The world is a brighter place because Shuji Nakamura is not easily discouraged. In 1993 he astonished the scientific community with the first successful blue light-emitting diode, or LED. The blue LED was the last step in the creation of lighting's holy grail, the brilliant white LED--an ultra-efficient successor to Thomas Edison's incandescent lightbulb, circa 1879.
At the time of his breakthrough, Nakamura was an unknown engineer without a Ph.D. working for a tiny Japanese electronics company on Shikoku Island. His colleagues would tell him, "'You should quit. You wasted all our research money for 10 years,'" Nakamura remembers. "That just pissed me off. So I figured, if I'm going to quit anyway, I might as well do the research I've always wanted to do."
He did, and soon followed up the blue LED with the first bright green and white LEDs. An LED is a semiconductor that generates light, but very little heat, when an electric current is passed through it. Different semiconductor materials produce different colors; Nakamura used gallium nitride, which generates blue and white light. The resulting LEDs use as little as one-seventh the energy as an incandescent bulb and can last about 100 times as long, up to 100,000 hours. If they were widely used, LEDs could lead to enormous energy savings and carbon-emissions reductions. In the developing world, LEDs paired with solar panels could provide a cheap, sustainable light source that doesn't need a traditional power grid.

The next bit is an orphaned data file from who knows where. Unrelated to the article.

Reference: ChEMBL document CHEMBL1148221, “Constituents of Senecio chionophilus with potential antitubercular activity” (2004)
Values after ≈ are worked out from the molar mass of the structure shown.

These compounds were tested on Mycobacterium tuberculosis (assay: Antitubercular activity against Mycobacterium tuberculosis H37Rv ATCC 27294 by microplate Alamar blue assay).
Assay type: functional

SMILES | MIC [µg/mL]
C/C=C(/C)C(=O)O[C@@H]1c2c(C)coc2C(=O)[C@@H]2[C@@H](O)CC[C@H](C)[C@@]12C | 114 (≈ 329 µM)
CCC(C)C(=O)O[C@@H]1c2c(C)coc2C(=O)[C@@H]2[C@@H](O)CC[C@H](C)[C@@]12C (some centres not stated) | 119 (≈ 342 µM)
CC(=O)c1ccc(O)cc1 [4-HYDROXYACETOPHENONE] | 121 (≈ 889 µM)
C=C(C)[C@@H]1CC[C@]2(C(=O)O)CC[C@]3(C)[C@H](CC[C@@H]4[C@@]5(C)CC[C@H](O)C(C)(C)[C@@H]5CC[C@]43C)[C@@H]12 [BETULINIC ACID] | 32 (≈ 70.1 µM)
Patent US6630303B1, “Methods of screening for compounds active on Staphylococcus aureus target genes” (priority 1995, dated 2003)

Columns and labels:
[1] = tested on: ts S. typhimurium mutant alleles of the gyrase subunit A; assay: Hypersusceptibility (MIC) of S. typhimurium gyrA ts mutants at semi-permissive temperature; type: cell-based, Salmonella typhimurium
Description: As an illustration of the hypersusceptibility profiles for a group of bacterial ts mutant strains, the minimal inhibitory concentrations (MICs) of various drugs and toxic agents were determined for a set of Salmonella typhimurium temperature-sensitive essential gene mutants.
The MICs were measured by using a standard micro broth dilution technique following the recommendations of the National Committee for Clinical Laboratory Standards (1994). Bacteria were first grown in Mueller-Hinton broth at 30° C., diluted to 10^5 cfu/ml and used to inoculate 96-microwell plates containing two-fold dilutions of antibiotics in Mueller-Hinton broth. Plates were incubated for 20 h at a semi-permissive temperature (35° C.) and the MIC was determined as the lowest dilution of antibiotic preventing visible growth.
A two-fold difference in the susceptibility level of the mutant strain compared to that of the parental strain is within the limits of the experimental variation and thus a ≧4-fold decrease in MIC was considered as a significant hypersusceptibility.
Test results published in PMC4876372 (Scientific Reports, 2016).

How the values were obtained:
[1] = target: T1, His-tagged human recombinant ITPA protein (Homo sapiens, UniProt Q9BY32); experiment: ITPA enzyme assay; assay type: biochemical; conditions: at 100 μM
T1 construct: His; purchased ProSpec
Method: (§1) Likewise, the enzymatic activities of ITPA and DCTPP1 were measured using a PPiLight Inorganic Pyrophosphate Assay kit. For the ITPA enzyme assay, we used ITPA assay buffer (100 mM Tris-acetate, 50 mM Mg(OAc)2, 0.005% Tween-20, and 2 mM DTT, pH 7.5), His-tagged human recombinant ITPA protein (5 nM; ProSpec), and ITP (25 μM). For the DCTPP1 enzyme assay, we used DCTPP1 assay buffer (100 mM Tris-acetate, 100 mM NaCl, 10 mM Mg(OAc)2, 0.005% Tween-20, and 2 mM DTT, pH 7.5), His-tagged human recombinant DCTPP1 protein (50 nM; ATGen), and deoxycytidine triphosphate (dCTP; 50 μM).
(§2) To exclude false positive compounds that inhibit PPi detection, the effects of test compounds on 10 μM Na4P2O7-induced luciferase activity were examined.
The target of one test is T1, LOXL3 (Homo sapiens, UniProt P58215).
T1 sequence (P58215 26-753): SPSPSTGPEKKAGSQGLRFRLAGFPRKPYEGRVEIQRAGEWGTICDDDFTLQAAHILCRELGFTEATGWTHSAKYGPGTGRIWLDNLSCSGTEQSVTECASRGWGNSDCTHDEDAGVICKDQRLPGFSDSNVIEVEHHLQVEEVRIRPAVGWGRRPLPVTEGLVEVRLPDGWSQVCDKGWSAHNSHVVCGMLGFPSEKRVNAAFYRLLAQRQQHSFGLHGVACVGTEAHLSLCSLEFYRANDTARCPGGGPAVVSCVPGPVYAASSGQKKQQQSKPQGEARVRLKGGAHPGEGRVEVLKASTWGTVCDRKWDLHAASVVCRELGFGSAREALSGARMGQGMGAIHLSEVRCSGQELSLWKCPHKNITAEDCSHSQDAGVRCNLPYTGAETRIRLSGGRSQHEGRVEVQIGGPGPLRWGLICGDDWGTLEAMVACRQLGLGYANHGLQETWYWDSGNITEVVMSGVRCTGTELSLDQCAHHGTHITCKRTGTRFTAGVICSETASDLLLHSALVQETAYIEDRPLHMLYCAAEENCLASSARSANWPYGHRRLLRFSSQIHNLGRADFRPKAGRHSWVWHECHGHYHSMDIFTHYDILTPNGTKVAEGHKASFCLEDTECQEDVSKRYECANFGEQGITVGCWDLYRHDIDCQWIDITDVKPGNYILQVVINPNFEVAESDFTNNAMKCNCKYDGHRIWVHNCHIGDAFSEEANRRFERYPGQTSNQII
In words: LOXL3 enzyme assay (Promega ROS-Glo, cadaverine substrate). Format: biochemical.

Nakamura's work did not remain obscure for long. He left Japan in 1999 to join the University of California at Santa Barbara and last year won the $1.3 million Millennium Technology Prize for his work on LEDs. He is now researching zero-energy-loss LEDs, which would be close to 100% efficient. Today even the best LEDs lose some energy to heat. Many scientists feel LEDs are already approaching the limit of their efficiency, but it wouldn't be the first time Nakamura has defied the odds.